alexa Sequestrated meningocele of the scalp: diagnostic value of hair anomalies.
Dermatology

Dermatology

Hair Therapy & Transplantation

Author(s): Khallouf R, Ftissof F, Machet MC, Stephanov E, Lechrist J,

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Abstract Clinical aspects of sequestrated meningocele can be varied, causing difficulties in histopathological diagnosis. The meningeal tissue is scanty and appears as nonspecific connective tissue, therefore it may be overlooked. One classical and two unusual clinical presentations of sequestrated meningocele are described: one of the latter presenting as two atrophic midline bald patches, and the other as a tiny occipital midline hair tuft. In the unusual cases, the pathologic diagnosis was made possible only with the combination of clinical, histologic, and immunohistochemical studies. Sequestrated meningocele should be included in the differential diagnosis whenever hair abnormalities are observed in neonates and young children. We believe that there is a causal relationship between anomalies of the central nervous system and the cutaneous adnexal malformations.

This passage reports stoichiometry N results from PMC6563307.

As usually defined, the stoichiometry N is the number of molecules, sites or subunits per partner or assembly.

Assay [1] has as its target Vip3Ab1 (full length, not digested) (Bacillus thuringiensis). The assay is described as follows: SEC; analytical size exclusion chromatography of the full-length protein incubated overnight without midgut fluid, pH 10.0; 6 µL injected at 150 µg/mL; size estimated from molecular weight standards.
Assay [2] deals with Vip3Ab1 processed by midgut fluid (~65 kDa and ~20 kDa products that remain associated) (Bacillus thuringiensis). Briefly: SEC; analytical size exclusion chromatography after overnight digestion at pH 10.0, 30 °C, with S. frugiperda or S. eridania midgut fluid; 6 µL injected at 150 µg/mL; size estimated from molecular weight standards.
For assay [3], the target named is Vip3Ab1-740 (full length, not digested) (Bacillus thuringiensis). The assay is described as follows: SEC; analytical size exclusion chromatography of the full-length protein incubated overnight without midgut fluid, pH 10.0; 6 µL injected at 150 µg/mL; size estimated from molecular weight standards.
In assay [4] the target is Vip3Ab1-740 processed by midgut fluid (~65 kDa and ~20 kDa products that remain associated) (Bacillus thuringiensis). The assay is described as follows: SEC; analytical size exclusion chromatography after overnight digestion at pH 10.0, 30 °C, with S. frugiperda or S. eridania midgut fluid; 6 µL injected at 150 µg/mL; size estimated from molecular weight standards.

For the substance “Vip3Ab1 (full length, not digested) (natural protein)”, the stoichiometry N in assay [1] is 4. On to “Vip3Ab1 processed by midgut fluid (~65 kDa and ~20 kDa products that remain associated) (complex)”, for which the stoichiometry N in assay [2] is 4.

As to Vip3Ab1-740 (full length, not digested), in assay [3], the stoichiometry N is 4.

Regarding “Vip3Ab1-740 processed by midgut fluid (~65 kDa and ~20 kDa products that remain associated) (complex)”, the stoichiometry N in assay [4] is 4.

This article was published in Pediatr Dermatol and referenced in Hair Therapy & Transplantation

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